Herschell Gordon Lewis introduces (and unofficially produced) this maddeningly uneven gore flick. Lewis warns us upfront that we probably won’t like it, but if you’re an indiscriminate gore fan, you’ll probably want to check it out. It’s no Frankenhooker, but it’ll do I guess.
Writer/director/producer/make-up effects man Pat Patterson (billed as “
In his introduction, Lewis informs us that literally Patterson was a one man crew, and boy does it show. The production values are positively awful and the “high tech” lab equipment includes aluminum foil and duct tape. (I’m not kidding.)
Things are even more erratic behind the camera. The editing is atrocious. Seriously, there is a scene in this movie when the doctor opens the door to a sheriff who was clearly in another state (or more likely in another movie) and Patterson actually tries to pass it off as a “scene”. There are also whole sections of the film that were recorded silent and features Patterson doing narration of what the characters would’ve been talking about over the footage. But the worst mistake happens near the end of the film in a jail cell where the film slate is clearly in the frame for a good five seconds before the scene even starts!
And don’t even get me started on the annoying non-stop country music.
With all the incompetence, you’d think Doctor Gore would be a complete waste of time, but it certainly has it’s moments.
Patterson is pretty bad in the lead role, but gives the character enough odd quirks (like picking his fingernails with a scalpel) to make it worthwhile. The gore is top notch and there’s plenty of it to go around. Limbs get hacked off, eyeballs get plucked out and the hydrochloric acid flies fast and free. For all of his clumsiness behind the camera, Patterson manages to pull off at least one incredible shot when we see the point of view of an organ as Patterson slowly slices through the flesh. Had Patterson put as much panache into making the rest of the movie, there’s no telling how great Doctor Gore could’ve been.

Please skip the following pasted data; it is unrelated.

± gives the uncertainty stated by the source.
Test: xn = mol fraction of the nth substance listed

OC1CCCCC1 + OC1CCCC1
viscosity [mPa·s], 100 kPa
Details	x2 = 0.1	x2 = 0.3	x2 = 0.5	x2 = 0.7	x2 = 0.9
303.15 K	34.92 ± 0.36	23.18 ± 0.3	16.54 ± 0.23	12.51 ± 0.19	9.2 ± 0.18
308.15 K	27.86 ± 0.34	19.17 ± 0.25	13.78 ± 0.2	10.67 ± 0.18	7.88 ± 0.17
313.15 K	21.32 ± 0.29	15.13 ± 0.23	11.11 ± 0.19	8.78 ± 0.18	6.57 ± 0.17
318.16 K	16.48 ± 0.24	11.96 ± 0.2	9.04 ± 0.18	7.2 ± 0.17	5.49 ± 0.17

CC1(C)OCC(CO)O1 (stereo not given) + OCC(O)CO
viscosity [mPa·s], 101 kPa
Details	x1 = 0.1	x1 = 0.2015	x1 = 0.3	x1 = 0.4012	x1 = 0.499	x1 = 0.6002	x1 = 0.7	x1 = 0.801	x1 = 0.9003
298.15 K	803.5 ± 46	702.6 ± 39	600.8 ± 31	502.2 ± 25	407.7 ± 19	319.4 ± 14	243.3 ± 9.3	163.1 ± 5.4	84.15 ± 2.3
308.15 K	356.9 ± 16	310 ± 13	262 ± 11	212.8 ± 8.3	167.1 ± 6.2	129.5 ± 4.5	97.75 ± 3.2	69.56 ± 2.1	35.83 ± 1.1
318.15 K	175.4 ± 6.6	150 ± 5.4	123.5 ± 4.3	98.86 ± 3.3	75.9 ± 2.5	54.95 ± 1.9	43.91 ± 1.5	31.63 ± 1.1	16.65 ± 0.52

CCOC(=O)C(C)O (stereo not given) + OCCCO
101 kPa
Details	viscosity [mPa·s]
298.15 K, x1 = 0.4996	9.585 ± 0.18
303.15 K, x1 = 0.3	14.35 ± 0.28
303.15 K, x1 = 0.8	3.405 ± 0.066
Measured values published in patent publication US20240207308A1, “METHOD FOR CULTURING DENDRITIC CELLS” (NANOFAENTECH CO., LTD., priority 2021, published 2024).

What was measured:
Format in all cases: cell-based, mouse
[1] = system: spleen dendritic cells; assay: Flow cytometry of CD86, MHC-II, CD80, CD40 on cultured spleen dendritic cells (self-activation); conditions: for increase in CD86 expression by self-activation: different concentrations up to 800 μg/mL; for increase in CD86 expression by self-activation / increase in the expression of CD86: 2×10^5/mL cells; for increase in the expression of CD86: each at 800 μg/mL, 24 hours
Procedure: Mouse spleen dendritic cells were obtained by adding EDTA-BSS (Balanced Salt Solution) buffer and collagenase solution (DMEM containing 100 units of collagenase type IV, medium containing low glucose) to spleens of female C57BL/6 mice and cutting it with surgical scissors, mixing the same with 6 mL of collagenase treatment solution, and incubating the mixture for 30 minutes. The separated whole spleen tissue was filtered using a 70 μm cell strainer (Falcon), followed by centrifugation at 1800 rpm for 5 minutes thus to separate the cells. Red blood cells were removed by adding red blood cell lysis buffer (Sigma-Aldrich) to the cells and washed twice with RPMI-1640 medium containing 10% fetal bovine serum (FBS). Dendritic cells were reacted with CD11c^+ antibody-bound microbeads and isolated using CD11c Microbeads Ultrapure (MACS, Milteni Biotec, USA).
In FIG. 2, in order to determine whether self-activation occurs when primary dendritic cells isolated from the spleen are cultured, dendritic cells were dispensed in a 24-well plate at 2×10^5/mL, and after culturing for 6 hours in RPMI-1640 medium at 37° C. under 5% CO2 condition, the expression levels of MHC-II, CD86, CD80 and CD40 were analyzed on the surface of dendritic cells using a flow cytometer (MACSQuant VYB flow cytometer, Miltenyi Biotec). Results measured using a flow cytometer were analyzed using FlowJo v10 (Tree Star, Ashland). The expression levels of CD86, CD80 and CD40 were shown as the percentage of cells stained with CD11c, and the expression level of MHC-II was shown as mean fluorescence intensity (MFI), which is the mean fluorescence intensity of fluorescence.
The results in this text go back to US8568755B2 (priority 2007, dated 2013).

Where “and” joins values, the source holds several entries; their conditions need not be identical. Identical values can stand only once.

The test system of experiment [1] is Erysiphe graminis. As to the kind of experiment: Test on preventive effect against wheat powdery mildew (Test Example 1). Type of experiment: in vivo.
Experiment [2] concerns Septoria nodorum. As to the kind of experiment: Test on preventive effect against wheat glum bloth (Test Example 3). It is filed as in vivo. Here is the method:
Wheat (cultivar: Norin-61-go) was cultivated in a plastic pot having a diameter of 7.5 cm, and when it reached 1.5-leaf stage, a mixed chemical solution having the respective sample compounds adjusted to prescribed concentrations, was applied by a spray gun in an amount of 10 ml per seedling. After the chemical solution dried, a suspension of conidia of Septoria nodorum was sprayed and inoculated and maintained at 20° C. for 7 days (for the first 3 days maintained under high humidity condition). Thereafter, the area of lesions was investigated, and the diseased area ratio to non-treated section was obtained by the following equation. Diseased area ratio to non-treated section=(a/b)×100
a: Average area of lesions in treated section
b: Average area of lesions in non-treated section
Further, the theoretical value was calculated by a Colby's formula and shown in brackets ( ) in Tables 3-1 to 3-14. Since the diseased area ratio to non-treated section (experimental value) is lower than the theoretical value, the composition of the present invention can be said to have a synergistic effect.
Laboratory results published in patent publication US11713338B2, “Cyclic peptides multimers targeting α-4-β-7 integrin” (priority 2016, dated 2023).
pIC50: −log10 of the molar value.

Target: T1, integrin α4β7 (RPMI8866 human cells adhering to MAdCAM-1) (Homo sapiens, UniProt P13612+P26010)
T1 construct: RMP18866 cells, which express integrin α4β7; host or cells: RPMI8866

I also liked how Patterson resisted giving the hunchback a stereotypical hunchback name like Igor or something equally derogative, and chose to simply name him “Greg”. It’s little moments of dignity like that that separates Doctor Gore from the rest of the pack.
Lewis says that Patterson died shortly after making the movie (he only directed one other movie, the abysmal The Electric Chair) which isn’t surprising given the fact that he’s constantly lighting up a cigarette in nearly every scene.
Future director William (The Manitou) Girdler was part of the sound crew and was responsible for the idiotic music.
AKA: The Body Shop. AKA: Shrieks in the Night.